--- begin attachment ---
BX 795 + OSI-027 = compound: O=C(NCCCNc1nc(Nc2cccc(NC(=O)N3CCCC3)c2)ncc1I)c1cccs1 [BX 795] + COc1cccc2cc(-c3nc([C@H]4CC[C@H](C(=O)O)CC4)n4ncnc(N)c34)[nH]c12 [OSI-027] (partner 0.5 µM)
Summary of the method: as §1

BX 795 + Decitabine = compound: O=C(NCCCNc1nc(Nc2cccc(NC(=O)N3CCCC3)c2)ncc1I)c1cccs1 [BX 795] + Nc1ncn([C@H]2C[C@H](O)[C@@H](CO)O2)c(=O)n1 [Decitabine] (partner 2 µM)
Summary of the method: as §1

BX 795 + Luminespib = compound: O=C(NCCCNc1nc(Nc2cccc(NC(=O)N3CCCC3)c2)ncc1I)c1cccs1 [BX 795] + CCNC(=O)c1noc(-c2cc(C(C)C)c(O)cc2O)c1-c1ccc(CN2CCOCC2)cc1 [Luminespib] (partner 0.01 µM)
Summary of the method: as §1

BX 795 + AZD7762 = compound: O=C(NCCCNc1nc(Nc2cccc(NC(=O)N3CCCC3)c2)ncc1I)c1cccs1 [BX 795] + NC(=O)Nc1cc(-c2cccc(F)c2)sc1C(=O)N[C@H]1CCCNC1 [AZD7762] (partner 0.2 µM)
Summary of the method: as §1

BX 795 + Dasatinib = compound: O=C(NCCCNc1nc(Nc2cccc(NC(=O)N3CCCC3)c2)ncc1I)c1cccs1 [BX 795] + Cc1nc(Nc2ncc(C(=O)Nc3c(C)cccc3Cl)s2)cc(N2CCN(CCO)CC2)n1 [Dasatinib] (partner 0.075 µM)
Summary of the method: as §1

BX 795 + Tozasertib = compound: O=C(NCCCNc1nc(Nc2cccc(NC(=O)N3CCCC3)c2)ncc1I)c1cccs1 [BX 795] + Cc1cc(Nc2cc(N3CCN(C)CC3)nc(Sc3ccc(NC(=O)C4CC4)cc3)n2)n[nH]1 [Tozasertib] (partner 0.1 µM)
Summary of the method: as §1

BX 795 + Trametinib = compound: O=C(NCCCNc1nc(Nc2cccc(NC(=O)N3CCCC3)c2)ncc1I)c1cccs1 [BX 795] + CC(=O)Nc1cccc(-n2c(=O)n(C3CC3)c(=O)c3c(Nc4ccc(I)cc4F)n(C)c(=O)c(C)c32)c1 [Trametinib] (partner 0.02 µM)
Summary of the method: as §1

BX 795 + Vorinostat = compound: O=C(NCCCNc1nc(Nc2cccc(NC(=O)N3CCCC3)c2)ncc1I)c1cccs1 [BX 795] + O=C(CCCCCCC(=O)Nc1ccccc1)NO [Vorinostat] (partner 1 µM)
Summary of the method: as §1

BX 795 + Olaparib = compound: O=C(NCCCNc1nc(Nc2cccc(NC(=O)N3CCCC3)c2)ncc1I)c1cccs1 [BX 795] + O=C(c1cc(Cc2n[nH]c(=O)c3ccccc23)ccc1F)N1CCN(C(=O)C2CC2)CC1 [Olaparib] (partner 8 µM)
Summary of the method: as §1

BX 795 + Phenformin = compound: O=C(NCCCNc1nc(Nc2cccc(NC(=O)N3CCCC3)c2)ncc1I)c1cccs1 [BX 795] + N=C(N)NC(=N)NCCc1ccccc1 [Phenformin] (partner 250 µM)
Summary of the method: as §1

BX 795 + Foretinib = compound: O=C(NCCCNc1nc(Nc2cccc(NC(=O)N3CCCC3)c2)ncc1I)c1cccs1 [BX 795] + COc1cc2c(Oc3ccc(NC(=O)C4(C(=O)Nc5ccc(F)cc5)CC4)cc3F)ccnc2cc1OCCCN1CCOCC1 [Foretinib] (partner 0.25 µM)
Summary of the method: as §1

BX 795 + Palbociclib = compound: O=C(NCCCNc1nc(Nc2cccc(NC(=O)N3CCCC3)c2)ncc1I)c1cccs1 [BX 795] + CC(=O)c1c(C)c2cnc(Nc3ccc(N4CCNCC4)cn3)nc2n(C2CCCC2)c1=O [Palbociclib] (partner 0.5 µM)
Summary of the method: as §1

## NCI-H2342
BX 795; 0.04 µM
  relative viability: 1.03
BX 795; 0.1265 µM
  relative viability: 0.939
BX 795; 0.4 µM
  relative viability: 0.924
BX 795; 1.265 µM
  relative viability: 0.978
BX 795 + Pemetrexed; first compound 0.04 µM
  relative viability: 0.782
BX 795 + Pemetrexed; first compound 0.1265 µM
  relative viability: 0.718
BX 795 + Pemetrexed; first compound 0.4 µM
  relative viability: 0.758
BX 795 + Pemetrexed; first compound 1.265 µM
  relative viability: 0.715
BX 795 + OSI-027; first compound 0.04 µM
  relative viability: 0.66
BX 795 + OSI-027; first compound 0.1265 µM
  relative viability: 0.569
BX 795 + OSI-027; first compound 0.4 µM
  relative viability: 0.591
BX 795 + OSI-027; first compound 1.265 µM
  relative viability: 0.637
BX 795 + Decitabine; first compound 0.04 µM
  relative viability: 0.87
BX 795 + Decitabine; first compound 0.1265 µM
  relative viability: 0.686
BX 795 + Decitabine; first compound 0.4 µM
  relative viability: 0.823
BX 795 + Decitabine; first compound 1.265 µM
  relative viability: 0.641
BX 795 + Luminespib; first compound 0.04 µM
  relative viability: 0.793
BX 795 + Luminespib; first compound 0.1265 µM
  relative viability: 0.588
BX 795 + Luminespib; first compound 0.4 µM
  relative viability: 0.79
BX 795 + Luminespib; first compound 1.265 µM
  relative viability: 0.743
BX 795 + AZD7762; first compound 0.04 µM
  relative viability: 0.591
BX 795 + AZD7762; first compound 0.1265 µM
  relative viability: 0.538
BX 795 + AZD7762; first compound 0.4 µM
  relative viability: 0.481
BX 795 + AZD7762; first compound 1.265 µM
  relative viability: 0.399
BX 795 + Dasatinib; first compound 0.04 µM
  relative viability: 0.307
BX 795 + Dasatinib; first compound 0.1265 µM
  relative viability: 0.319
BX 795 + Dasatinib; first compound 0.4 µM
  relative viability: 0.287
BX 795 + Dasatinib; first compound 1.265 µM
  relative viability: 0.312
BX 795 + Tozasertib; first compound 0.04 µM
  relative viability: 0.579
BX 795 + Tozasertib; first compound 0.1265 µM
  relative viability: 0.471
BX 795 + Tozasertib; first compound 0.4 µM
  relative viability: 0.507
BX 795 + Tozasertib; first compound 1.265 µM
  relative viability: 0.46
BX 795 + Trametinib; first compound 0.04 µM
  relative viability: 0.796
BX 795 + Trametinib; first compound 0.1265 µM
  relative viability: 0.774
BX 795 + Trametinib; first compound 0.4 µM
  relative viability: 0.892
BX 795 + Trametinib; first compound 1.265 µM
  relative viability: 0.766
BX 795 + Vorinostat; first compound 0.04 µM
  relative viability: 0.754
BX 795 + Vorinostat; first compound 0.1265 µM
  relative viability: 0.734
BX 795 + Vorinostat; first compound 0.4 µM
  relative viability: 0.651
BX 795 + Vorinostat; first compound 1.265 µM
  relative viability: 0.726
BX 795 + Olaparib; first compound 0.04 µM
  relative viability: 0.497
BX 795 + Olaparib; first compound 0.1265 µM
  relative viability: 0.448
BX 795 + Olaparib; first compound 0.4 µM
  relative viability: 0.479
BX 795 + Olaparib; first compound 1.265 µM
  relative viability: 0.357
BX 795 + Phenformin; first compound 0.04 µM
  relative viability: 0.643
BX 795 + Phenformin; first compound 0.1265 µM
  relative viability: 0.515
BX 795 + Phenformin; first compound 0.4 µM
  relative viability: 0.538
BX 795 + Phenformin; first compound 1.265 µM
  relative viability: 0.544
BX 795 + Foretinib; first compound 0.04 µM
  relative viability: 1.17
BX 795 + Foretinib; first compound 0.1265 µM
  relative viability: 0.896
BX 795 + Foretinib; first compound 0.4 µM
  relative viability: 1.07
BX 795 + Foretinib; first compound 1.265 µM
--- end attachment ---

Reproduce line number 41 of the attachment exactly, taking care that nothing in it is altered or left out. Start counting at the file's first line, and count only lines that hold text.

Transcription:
  relative viability: 0.715